* Says Johan Castberg should have a plant on land
* Petoro manages Norway state's interests in offshore fields
OSLO, May 8 (Reuters) - Energy firms need to halve the costs of drilling for oil and gas off Norway and drill twice as many wells per year to prolong the country's oil and gas production, a state-owned oil firm said on Thursday, underscoring the challenges facing the industry.
Years of cost inflation in the oil sector have squeezed energy firms' margins, leading to several projects being put on hold, such as Statoil's $15.5-billion Johan Castberg oilfield in the Arctic.
"Petoro wants to double the number of wells and to halve the costs per well to realise the full value potential of the Norwegian state's stake in both existing fields and discoveries," the state-owned firm said on Thursday.
Petoro has no operations of its own but manages the Norwegian state's direct ownership stakes in offshore oil and gas fields and participates in most oil and gas fields off Norway.
"I'm confident that, through simplification, technology (that) increases cost effectiveness and a cultural shift away from seeking fault-free operation to pursuing efficiency, we can achieve radical efficiency gains," Petoro chief Grethe Moen said in a statement.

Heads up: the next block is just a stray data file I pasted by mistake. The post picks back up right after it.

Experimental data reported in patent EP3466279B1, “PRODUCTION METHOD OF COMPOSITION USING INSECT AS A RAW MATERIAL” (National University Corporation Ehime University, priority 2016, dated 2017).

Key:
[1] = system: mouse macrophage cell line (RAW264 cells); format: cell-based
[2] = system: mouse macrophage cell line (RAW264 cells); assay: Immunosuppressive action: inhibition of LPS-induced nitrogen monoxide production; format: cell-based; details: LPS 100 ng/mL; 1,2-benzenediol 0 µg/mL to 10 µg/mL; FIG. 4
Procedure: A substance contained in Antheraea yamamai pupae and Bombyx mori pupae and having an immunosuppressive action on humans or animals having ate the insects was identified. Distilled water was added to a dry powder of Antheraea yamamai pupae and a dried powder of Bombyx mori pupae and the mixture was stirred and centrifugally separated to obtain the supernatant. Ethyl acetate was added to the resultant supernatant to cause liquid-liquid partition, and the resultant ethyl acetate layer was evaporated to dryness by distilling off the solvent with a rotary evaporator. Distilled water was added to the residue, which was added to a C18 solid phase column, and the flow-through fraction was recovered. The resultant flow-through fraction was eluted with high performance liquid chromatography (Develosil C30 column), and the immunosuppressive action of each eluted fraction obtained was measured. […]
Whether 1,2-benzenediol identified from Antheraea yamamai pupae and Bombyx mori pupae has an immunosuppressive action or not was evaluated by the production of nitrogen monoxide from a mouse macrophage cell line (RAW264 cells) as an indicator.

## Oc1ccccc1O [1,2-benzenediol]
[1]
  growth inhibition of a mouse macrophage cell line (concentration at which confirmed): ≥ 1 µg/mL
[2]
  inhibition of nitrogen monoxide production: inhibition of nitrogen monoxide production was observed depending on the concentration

On Johan Castberg, Petoro said Statoil and partners should go ahead with building a plant on land to process the oil, rather than a floating offshore installation, as it would ensure there are installations available to process oil from potential new discoveries in the Norwegian Arctic.
"The way we develop Johan Castberg will hold great significance for how we develop large swathes of the Barents Sea," said Moen.
"We hold stakes in several licenses in the north of Norway and we want to have infrastructure that ensure the profitability of these projects."
Statoil is the operator of Castberg and has a 50-percent stake. Italy's Eni has a 30-percent stake while Petoro holds the remaining 20 percent. (Reporting by Gwladys Fouche; Editing by Mark Potter)